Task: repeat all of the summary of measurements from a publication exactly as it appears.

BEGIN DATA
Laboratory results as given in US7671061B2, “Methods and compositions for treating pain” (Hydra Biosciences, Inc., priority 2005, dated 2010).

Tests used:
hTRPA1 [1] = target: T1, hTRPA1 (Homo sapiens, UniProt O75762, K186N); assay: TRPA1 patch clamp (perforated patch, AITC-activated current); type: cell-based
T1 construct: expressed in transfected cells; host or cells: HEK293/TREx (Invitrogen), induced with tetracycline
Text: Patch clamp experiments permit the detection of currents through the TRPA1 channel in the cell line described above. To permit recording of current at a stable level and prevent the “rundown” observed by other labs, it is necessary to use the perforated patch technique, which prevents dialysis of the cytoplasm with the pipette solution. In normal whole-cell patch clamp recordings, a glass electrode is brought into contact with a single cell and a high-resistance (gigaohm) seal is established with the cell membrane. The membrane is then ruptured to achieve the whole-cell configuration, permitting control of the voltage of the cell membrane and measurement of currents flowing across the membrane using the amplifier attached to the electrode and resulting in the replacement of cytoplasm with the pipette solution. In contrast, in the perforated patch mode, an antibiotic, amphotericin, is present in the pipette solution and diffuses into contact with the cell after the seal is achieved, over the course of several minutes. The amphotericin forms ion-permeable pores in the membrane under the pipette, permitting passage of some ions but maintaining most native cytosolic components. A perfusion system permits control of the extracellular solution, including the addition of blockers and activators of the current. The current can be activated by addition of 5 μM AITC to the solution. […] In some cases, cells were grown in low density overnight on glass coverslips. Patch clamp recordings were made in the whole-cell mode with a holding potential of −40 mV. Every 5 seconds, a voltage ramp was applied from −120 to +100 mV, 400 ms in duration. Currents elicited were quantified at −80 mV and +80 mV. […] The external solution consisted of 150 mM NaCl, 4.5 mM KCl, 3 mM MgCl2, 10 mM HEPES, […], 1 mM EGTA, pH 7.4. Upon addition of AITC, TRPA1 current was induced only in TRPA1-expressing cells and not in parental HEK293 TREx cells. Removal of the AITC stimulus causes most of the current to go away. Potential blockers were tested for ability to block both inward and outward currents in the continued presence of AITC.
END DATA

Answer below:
Laboratory results as given in US7671061B2, “Methods and compositions for treating pain” (Hydra Biosciences, Inc., priority 2005, dated 2010).

Tests used:
hTRPA1 [1] = target: T1, hTRPA1 (Homo sapiens, UniProt O75762, K186N); assay: TRPA1 patch clamp (perforated patch, AITC-activated current); type: cell-based
T1 construct: expressed in transfected cells; host or cells: HEK293/TREx (Invitrogen), induced with tetracycline
Text: Patch clamp experiments permit the detection of currents through the TRPA1 channel in the cell line described above. To permit recording of current at a stable level and prevent the “rundown” observed by other labs, it is necessary to use the perforated patch technique, which prevents dialysis of the cytoplasm with the pipette solution. In normal whole-cell patch clamp recordings, a glass electrode is brought into contact with a single cell and a high-resistance (gigaohm) seal is established with the cell membrane. The membrane is then ruptured to achieve the whole-cell configuration, permitting control of the voltage of the cell membrane and measurement of currents flowing across the membrane using the amplifier attached to the electrode and resulting in the replacement of cytoplasm with the pipette solution. In contrast, in the perforated patch mode, an antibiotic, amphotericin, is present in the pipette solution and diffuses into contact with the cell after the seal is achieved, over the course of several minutes. The amphotericin forms ion-permeable pores in the membrane under the pipette, permitting passage of some ions but maintaining most native cytosolic components. A perfusion system permits control of the extracellular solution, including the addition of blockers and activators of the current. The current can be activated by addition of 5 μM AITC to the solution. […] In some cases, cells were grown in low density overnight on glass coverslips. Patch clamp recordings were made in the whole-cell mode with a holding potential of −40 mV. Every 5 seconds, a voltage ramp was applied from −120 to +100 mV, 400 ms in duration. Currents elicited were quantified at −80 mV and +80 mV. […] The external solution consisted of 150 mM NaCl, 4.5 mM KCl, 3 mM MgCl2, 10 mM HEPES, […], 1 mM EGTA, pH 7.4. Upon addition of AITC, TRPA1 current was induced only in TRPA1-expressing cells and not in parental HEK293 TREx cells. Removal of the AITC stimulus causes most of the current to go away. Potential blockers were tested for ability to block both inward and outward currents in the continued presence of AITC.